I recently tweeted “12 noon is the new 8am – life with RA.”  This was meant to be both serious and light-hearted.  It is true that on many days I do not get a strong start on my day until midday.  (We know the routine – morning stiffness, pain, difficulties in bathing and dressing, etc.)  But if on those days I need to realize that my start of the day is 12 noon versus the 8am of most people, then that is what I will do – and I will do it with pride.  Does it mean I must write off my day completely?  No.  It just means that I am pushing my starting time back a little.

Getting into some nicely pressed clothes instead of putting on the usual warmups make me feel good.  Taking my laptop to work in my sunny dining room instead of staying in my cold home office makes me feel good.  Putting arthritis lotion on my hands throughout the day makes me feel good.  Rubbing my joints constantly in order to add some warmth and improve their circulation makes me feel good.  These are just some examples of the smaller changes I have made in order to minimize the struggle.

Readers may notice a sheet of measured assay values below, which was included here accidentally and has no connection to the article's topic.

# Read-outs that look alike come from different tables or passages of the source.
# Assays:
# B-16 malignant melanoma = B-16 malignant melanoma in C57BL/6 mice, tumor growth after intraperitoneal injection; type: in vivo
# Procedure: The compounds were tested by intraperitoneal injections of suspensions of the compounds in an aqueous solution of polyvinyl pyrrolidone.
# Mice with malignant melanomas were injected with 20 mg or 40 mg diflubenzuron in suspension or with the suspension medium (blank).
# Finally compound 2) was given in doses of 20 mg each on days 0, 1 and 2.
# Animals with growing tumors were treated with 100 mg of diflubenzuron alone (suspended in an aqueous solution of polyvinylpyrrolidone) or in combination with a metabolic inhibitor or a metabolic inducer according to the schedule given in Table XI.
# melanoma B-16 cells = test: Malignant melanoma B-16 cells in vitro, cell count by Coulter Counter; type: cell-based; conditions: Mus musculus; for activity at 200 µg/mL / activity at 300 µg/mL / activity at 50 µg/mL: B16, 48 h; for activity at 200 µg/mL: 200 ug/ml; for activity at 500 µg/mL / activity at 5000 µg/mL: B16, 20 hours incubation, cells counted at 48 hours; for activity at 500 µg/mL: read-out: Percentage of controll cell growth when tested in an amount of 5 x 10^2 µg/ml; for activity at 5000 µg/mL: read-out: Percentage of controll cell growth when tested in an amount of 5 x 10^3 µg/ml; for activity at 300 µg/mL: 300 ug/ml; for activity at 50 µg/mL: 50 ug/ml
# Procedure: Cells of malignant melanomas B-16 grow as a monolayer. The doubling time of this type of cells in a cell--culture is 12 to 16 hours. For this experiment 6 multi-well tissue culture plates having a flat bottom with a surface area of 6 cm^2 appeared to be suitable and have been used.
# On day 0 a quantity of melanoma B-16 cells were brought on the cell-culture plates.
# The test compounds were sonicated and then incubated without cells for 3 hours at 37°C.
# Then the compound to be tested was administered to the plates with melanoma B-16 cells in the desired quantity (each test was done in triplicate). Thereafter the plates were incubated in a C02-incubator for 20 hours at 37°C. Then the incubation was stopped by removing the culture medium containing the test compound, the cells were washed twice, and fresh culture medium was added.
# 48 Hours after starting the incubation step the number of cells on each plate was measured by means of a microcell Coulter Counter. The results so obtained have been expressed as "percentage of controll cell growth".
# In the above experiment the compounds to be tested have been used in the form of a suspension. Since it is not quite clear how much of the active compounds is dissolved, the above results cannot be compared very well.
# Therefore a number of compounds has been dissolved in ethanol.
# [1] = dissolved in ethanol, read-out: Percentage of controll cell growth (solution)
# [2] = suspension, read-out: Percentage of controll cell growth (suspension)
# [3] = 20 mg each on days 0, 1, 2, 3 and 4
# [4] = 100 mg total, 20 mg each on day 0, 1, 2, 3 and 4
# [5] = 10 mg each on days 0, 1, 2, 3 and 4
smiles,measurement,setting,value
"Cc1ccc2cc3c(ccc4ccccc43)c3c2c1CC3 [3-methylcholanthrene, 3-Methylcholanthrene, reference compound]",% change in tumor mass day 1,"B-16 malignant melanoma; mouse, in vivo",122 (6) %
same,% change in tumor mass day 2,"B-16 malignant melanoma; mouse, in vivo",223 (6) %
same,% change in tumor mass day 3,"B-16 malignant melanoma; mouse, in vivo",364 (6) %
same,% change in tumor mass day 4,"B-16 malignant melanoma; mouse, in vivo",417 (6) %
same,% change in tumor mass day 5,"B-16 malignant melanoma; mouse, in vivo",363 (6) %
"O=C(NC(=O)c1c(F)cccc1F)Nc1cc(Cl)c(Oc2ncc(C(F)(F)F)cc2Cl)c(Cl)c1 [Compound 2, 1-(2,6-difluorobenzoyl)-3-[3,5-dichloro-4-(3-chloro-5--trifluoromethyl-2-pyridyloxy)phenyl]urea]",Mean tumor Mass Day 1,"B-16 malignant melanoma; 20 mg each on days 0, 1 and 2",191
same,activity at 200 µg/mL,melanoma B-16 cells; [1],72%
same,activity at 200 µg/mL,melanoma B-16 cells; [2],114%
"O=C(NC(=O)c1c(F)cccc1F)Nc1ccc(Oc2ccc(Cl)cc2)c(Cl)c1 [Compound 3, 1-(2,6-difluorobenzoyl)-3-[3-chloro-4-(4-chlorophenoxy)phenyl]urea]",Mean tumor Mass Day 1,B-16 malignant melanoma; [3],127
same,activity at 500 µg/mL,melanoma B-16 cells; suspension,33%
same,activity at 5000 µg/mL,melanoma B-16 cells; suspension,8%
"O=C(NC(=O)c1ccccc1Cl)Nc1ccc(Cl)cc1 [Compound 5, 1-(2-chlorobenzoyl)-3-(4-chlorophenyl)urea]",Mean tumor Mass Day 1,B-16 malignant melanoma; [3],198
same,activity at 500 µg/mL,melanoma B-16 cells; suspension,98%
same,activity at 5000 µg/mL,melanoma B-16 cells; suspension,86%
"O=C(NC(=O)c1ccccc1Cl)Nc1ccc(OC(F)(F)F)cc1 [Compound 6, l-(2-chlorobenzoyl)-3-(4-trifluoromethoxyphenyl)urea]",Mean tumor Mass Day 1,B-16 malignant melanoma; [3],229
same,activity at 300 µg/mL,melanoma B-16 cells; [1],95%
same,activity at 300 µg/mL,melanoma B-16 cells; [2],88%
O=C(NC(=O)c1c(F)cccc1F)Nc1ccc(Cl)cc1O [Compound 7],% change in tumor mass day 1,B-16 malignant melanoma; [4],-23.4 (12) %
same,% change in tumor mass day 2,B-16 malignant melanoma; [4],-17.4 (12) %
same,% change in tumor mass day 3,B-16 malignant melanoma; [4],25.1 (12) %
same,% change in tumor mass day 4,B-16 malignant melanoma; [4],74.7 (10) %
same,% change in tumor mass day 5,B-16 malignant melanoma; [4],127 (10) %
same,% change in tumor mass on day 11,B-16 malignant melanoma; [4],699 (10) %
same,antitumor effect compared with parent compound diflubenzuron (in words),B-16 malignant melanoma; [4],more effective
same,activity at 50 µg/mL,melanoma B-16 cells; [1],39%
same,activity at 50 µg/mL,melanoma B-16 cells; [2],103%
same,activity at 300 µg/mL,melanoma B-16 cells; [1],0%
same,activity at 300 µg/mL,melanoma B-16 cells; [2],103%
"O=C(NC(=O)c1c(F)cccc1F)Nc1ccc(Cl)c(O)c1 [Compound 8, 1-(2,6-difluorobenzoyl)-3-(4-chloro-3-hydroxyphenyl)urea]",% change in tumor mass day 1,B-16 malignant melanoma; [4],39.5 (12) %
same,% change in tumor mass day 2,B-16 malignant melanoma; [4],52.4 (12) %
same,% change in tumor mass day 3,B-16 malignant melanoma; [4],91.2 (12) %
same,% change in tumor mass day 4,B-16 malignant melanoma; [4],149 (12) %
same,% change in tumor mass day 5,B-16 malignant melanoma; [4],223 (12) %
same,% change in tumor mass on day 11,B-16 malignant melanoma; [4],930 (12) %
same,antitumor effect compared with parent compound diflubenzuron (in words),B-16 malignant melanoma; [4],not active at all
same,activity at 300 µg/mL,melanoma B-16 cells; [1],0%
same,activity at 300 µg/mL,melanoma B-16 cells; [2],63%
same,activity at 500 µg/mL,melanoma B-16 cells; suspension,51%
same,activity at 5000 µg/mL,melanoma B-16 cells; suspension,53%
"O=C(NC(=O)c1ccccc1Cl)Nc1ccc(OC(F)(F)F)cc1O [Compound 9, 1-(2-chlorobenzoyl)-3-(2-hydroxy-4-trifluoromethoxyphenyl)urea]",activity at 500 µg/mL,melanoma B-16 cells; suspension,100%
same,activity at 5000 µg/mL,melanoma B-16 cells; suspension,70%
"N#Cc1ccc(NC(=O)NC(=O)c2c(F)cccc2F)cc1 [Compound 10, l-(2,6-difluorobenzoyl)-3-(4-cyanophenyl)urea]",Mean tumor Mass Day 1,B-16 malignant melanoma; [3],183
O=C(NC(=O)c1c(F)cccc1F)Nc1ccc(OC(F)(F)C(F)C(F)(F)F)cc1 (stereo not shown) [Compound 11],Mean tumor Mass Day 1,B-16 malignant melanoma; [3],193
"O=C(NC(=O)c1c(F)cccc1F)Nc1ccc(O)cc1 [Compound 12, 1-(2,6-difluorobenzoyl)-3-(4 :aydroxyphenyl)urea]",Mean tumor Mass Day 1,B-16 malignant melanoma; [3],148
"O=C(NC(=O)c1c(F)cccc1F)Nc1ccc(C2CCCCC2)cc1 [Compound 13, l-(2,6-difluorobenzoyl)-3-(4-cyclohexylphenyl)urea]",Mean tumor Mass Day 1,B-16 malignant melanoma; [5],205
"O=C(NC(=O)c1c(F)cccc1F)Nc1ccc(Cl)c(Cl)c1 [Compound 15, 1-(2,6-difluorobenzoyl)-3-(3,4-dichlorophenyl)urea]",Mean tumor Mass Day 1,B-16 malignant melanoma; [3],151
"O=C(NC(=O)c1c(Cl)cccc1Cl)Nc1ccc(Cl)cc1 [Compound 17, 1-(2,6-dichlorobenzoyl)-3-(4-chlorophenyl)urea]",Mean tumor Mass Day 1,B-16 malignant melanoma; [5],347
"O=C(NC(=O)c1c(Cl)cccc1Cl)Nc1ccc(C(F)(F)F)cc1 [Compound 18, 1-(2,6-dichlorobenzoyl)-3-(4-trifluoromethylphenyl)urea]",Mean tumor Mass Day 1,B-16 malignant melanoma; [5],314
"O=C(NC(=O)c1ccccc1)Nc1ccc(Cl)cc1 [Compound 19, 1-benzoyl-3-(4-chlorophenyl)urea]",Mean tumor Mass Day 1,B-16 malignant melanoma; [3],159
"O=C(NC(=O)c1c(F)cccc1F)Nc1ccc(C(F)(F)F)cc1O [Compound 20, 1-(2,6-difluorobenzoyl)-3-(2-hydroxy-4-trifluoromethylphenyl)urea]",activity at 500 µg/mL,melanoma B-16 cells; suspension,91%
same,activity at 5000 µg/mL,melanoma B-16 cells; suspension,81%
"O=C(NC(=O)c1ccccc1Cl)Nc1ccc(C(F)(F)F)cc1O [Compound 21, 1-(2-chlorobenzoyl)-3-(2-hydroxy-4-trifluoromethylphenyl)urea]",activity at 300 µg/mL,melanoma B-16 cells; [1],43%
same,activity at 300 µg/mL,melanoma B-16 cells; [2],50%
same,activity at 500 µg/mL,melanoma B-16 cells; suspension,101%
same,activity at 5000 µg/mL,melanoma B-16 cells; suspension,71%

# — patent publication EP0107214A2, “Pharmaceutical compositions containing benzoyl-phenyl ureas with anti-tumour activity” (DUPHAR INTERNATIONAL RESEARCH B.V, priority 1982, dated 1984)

Whether or not I like the pain or inflammation, it is here to stay until this current flare comes under control (and, it could possibly last beyond this flare – I do not know.) I can either continue to stuggle against something that I have no control over, or I can start to figure out what changes and modifications I need to make  in order to help me better cope with my rheumatoid arthritis.  From now on moving foward, I pledge to do the latter.

Stay tuned…for the next adventure of Rheumatoid Arthritis Guy!

7 Comments
7 comments
  1. Sara says:

    This topic is such a great one to raise, and reminds me of a lot of the conversations that we used to have in my meditation class, back when I was studying buddhism. You are completely right when you say that ‘I may not be able to control the effect that rheumatoid arthritis has on my body, but I am able to control my thoughts and reactions when the illness presents itself.’ One of my yoga teachers repeated a Zen parable once that drove this home to me: I am happy; the birds fly over. I am sad; the birds fly over. Knowing what can impact and focusing our efforts there really is half the battle, and sounds like you are on your way to winning it!